January 7, 2010: Works on Paper at Danese
By Chris Rywalt on January 12, 2010 5:08 PM | No Comments
On to Danese and their really huge Works on Paper show (until February 6, 2010). One way to make sure your gallery is packed for the opening party is to cram as many artists as you can in the same show. You might, for example, herd 40-odd artists onto the gallery walls, and even stick some more in the little project room off the way. When all the artists' friends, family members, and hangers-on arrive, they'll clog the elevators so badly the line will run out of the microscopic lobby and into the street.
Which is what happened at Danese Thursday night. Not that I really mean to pick on the gallery too much, because the show is really, really good. Anything with 40 artists in it has a shot of having at least of couple of things I might like, but this time I didn't see more than a couple of clunkers and most of the work is excellent.
There's no way I can go through everything on display, especially since the gallery neglected to list all of the work in the main show on the postcard. And never mind the project room, which wasn't listed, either. I didn't bring a pen with me so the best I could do was work my way over to the gallery desk to borrow one to make quick marks next to the artists I liked best. I highly recommend seeing the show for yourself. (If you can't see it you can run through the Website, which I'm pretty sure lists all the works and artists, including the ones missing from the postcard.)
The first thing that caught my eye was Andy Harper's small oil painting on paper. I don't think this was on regular paper, but rather some glossy-coated kind, or maybe even that Yupo stuff. Maybe Andy just gessoed the paper very smooth. I say this because he's taken advantage of the apparent detail you can get just by brushing oil paints on a non-absorbent ground -- the wealth of striations, wibbles, wobbles, and shades of opacity that magically appear from smearing oil around. Looking closely you can see the kind of overgrown garden he's painted here is really an abstraction built up of different brush pressures and twists and turns of the strokes. It's like Bob Ross on steroids. Or maybe LSD. Personally I love the physical qualities of paint and I love to see them played with in this way, so not only did I find the painting striking from a distance -- its contrast of tones and hues makes it explode from the wall -- but also worth looking at up close.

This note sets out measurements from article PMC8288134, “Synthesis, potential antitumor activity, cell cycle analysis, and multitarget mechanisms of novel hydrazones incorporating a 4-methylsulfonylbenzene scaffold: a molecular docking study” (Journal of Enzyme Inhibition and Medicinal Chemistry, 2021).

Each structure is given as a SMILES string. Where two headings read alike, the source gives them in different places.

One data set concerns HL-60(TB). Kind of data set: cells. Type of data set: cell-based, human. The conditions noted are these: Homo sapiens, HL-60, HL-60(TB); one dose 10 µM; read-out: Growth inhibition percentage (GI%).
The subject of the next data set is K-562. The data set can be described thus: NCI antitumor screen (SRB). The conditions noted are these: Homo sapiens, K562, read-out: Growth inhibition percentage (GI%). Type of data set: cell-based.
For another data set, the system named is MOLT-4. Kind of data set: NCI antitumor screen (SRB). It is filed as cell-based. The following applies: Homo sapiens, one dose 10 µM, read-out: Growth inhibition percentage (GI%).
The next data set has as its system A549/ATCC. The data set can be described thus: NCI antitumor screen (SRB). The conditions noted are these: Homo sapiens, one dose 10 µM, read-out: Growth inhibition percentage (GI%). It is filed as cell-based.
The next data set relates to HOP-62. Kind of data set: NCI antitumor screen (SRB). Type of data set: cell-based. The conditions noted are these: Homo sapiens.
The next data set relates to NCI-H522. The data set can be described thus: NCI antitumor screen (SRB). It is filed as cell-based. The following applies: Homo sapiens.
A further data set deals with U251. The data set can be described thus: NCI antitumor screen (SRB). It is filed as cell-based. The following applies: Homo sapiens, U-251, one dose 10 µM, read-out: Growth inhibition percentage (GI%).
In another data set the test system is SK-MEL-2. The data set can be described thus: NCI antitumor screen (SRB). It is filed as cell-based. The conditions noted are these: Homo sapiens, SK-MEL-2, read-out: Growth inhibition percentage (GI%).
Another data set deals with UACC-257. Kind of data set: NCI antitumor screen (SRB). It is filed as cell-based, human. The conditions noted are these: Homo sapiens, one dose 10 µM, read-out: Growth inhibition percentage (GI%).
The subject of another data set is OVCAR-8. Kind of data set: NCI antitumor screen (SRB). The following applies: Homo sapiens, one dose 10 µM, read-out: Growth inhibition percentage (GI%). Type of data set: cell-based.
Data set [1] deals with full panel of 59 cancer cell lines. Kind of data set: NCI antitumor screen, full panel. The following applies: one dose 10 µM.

Just to the left of Andy's painting is Sebastiaan Bremer's Game Piece with Glass and Shell. At first glance it looks like a photogram but the media list says it's inks on a print, so I'm guessing we can say Sebastiaan drew on a photo. Something like that. It's a pretty little still life with the velvety blacks really looking nice.
After that I worked my way clockwise around the room. I'm not sure of the exact order except that April Gornik's Forest Light was near the end of my looping trip, and a what a lovely, lyrical way to end the show for me. Her work is a large, subtle, radiant charcoal of sunlight through a stand of trees; despite its simple, everyday subject, the drawing itself is transcendent. Somehow April gets the bare paper to glow between the shadows of the trunks. I am rarely a fan of landscapes or plain nature -- I like a human figure in the vicinity, usually -- but when it's done this well, I can't help but love it.
Nothing else in my walk around the very crowded gallery struck me the way April's or Andy's did, but there are many fine pieces. Sid Garrison has a pretty blue drawing in colored pencil, where he's worked over the pigments to a waxy sheen, almost like encaustics. Robert Lobe has a nice little ink, abstractish but with the sense of something representative underneath -- it sort of looks as if he painted in only the darkest shades of a scene, but I can't quite make out the full image from the parts. It's neat, though. (He seems to have done a series of New Jersey Meadowlands drawings, which I mention since I live right next door to them.) Gerard Mosse's painting -- even though it's on vellum and therefore maybe technically a drawing -- has a luminescence which is quite striking, and some of the same oil-on-a-smooth-surface effect as Andy's painting. And Larry Poons is represented by a decent, small monotype in the project room. It's not spectacular, but it's good.
I'm also partial to Valerie Giles' good-sized drawing. Her swoops and lines, with their calligraphic changes of thickness, and the grace and power of her drawing remind me of...well, of me. Her strong, solid lines are layered over a lighter level of shaded curves and the whole thing almost, but not quite, coheres into something recognizable. Instead it just vibrates there in its jazzy way.
As I wrote above, there's nothing really bad in this show. There were a few pieces I didn't care for, that didn't push my buttons, but overall the quality on display is very high. For a collection of this many artists that's impressive, especially in Chelsea. I'm almost surprised anyone could get together 40 contemporary artists without there being a pile of construction debris or a video with slowed down sound or something. There's hope for us yet.